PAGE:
My Artist Mother
I see my mother at the table sketching, painting, working on crafts for relief society, and cutting silhouettes for posters. Everything she worked on she would share some paper, paint, or beads with her kids so we could play too. I am sure it was messy at times, but we glued Popsicle sticks and made knick knacks. In the summer we would visit grandma’s house in Idaho. She would make gifts for her birthday before we traveled for the 24th of July celebration that included parades and rodeos. She made lovely painted pictures, beautiful doll’s, sculpted figurines from nylons, and the chicken wall hangings made from seeds were one of my favorites. I would sit beside her and make soap fish covered in tulle and sequence beads, and a glorious strawberry crate cage filled with flowers (never saw that hanging in grandma’s house).
Mom did everything well and all her family and friends would be in awe of her creations. The famous church bazaars would display her unique aprons, beautiful beaded flowers, miniature car canvas tracks, and a little pup tent, which got Mark’s picture in the Daily Sentinel as a preschooler. She was known for her cooking, crafts, and fabulous posters. She created 3D posters with cutouts and art work before there were computer printouts, after that she would enhance a few details with a printed piece, but always add her Barbara artistic flare.
As a little first grader she wanted me to have a dance experience so I went to a neighborhood friend’s class and she made me the cutest brown furry costume so I could dance in “The Teddy Bear Picnic.” I was so frightened, but my family watched as I did summersaults and pranced around the stage. After seeing the little acrobat dance, she knew she could teach me more skills than I was receiving from class so that was the end of my dance lessons. As a young girl Mom was an excellent tumbler and gymnast and could do amazing gymnastic moves and as a mom would teach her children and her grandchildren tumbling. She would even teach my little boys tumbling and sew little stretch suits for a church performance.
As a loving friend she made many beautiful dolls for a needy family at Christmas, or a friend who lost her husband, or who had an illness or surgery. Mom made one of my prize possessions, a Raggedy Andy doll for me at 15 with a note expressing he could be my date until I was 16. She made a Raggedy Ann for each of my sisters too.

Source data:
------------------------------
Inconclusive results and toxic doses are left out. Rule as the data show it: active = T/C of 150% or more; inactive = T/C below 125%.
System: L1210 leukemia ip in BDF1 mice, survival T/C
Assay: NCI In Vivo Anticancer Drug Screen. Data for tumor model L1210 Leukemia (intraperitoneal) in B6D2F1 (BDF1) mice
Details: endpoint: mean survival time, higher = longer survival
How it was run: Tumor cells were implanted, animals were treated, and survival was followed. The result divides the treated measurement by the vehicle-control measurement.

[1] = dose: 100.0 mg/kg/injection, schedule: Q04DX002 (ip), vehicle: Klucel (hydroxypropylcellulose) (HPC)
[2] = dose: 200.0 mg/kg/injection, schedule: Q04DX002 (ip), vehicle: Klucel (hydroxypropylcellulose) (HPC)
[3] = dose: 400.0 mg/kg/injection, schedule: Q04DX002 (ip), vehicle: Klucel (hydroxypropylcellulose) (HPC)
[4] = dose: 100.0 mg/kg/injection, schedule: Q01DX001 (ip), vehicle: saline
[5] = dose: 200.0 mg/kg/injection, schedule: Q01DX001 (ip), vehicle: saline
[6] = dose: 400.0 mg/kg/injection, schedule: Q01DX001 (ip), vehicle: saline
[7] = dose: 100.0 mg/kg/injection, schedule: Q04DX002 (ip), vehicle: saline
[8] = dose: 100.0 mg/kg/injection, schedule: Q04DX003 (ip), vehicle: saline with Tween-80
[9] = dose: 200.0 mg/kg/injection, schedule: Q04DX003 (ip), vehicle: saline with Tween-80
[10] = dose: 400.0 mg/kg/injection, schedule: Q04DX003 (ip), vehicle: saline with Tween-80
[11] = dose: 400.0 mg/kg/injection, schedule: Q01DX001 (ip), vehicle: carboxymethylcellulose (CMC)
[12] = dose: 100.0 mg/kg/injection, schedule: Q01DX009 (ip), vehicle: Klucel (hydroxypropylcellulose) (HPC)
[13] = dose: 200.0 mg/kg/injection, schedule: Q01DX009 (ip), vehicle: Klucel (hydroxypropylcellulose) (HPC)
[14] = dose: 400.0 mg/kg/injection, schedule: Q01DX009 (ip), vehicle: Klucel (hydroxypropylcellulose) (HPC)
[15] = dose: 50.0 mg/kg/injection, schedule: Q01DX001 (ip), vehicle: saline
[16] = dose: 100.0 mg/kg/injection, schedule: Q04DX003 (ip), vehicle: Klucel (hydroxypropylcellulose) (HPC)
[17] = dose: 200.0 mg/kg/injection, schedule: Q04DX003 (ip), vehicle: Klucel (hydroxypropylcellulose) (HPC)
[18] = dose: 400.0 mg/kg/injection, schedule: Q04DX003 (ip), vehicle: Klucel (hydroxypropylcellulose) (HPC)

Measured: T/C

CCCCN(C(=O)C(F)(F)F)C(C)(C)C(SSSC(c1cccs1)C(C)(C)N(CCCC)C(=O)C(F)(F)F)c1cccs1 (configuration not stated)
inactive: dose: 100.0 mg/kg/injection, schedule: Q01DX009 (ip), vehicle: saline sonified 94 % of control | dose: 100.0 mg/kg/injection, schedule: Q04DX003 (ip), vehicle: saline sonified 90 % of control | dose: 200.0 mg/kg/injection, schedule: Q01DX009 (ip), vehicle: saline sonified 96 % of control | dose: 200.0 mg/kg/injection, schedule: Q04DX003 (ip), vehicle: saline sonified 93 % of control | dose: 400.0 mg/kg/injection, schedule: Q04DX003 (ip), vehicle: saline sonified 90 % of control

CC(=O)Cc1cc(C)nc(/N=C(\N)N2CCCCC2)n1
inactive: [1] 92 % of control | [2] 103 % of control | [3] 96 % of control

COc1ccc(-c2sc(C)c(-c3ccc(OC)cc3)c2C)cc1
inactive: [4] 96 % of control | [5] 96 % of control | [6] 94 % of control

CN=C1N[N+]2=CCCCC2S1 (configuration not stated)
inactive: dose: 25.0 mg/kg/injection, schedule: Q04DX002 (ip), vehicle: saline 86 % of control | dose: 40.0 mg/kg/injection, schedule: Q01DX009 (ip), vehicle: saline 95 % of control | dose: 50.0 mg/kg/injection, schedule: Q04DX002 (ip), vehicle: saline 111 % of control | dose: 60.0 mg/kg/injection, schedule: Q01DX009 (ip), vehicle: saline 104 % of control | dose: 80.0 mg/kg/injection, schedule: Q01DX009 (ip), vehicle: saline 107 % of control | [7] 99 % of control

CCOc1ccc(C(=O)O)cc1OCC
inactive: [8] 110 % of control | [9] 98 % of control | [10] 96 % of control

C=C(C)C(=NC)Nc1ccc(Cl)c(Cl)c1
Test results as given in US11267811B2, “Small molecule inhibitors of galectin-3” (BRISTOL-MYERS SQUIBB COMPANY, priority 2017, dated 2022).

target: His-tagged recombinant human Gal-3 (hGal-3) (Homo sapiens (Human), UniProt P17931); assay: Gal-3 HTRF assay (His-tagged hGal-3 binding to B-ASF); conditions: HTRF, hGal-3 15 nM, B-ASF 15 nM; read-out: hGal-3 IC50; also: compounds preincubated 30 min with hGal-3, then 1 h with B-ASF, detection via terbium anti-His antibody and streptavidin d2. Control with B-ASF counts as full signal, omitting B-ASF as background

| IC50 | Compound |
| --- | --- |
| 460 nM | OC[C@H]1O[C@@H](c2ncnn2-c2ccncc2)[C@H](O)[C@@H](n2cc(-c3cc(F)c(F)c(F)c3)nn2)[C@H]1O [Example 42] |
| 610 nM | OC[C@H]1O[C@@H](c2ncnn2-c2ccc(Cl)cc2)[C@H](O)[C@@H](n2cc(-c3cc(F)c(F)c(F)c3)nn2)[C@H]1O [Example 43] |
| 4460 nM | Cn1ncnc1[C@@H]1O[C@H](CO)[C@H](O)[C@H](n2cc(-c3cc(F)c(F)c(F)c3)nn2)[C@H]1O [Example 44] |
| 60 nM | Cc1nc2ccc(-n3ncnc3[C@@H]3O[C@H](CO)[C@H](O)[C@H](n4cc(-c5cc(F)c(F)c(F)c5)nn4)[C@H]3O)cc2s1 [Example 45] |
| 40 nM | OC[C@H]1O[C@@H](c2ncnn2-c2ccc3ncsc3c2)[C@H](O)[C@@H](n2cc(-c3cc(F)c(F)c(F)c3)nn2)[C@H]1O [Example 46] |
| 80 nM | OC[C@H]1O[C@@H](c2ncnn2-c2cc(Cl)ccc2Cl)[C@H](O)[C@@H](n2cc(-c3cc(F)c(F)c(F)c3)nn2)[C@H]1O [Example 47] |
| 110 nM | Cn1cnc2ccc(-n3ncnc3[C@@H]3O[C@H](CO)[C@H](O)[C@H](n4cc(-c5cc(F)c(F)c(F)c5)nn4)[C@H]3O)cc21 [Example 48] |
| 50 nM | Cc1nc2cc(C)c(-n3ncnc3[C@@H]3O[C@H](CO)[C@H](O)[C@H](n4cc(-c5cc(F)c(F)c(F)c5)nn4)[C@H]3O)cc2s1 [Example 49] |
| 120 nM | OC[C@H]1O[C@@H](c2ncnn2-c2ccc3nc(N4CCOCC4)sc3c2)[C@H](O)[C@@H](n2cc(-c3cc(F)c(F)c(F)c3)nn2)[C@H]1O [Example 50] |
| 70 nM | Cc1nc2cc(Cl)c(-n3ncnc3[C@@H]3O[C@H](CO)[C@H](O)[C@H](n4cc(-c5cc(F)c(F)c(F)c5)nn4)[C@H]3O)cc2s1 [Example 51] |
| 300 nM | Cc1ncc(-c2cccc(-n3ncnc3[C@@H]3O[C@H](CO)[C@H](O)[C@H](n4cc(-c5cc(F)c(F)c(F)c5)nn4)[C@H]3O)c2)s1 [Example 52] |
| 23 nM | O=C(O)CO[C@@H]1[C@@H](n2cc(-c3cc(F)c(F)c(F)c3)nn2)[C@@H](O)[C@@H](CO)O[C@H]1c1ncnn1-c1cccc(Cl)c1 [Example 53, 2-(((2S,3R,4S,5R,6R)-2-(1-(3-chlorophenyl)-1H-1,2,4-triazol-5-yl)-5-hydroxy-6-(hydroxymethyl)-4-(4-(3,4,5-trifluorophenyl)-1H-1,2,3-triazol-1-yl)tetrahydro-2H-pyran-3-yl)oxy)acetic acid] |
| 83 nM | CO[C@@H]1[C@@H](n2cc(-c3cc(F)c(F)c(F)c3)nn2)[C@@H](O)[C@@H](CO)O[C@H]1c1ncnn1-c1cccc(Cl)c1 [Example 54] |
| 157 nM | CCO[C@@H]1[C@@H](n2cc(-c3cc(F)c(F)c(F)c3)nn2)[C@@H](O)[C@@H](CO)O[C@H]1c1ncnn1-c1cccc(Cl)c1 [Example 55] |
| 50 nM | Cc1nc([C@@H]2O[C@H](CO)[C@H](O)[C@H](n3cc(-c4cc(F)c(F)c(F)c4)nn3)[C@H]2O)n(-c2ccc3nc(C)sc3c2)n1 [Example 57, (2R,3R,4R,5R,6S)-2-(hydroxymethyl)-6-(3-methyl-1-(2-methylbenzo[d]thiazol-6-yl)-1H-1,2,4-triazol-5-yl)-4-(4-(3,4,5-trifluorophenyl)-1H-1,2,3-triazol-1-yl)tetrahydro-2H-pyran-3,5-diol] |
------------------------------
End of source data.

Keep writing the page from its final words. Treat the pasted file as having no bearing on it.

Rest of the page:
My most vivid memory is her promising to buy me material and making a dress for me if I would let her pick my face as she rolled my hair in curlers. I finally curled my own hair, but like any mom wanted to clean up my face. We went to the fabric store and it was like a candy store to me. All these colors and textures, we would look often and for long lengths of time for material for dresses and outfits. She surprised me with fancy dresses from lace table clothes and in gold brocades. Making all my prom and homecoming dresses except for one, because she was in Oklahoma as my Dad was going to FAA school. She taught and helped me sew lots of clothes, but she was always better at putting in the zippers no matter how many home economic classes I took. She even sewed a beautiful gold gown for my daughter Jessica for her Junior Prom. She made many of my school dance costumes, and pompon uniforms. One of the worst disasters was when I picked out my beautiful senior prom pattern and fabric during a rain storm one spring without her. I brought home an eyelet lace fruit print material I am sure was supposed to hang as kitchen curtains. The pattern was too big and I looked like I should be wearing fruit on my head in a conga line. She did not criticize me or complain; just sewed it up and I went with a sun burnt face with my Oklahoma boyfriend to my senior prom. We still laugh when we see an ugly dress we joke, “Are you going to the Prom?”
She sewed my beautiful dress for the temple and my sister’s bridesmaid dresses. Mom made darling stuffed horses one Christmas for my little boys. I could always count on something crafted and personal and amazing each birthday and Christmas. Even when I was married she made all the girls a Centennial 1976 dress. Mine was really cute red and white stripe summer two piece suit with big red buttons. Even when I would sew I would get her expertise and help on the difficult pieces. She taught me a lot about sewing, but she still is the expert. I did not get her crafting skill, but my little sister loves crafts and makes beautiful things. Mom even helped me sew 75 frogs for a young women’s conference class “You have to kiss a lot of frogs to find your prince.” I think I would have worded it different now days.
Mom is most famous for her dough art, which she sold at craft fairs. Many people in the Grand Junction Valley were loyal fans and came year after year to buy her beautiful ornaments for their Christmas tree. She now has a new love this past couple of decades; she is a potter with her own wheel and kiln. She gives pottery to family, as wedding gifts, and every year makes dozens of bowls for the food kitchen for their fundraiser “Empty Bowles.” Mom has generously shared her talents with her family, friends and community, but blessed my life more than she will ever know. Thanks mom for blessing my life with all your creativity, service, and beauty. You are a priceless original and I love you very much.